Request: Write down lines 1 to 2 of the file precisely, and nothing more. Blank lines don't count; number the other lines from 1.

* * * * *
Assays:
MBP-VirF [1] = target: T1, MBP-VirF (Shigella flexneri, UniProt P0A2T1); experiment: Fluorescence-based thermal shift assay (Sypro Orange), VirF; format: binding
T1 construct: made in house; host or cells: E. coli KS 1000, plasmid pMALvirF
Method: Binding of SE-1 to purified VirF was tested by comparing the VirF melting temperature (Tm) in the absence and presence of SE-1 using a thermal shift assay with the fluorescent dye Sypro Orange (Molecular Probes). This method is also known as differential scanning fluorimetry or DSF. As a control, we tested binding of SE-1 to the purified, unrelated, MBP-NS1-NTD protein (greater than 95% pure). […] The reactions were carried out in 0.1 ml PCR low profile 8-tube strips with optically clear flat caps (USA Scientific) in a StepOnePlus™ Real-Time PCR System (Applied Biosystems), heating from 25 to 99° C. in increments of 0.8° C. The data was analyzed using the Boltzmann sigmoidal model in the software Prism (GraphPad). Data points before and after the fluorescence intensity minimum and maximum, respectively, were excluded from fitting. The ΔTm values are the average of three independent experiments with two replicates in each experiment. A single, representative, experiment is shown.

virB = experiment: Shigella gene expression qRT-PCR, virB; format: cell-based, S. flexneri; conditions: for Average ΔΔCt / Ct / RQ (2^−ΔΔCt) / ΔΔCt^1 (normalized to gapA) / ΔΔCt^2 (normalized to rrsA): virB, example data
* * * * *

Assays:
MBP-VirF [1] = target: T1, MBP-VirF (Shigella flexneri, UniProt P0A2T1); experiment: Fluorescence-based thermal shift assay (Sypro Orange), VirF; format: binding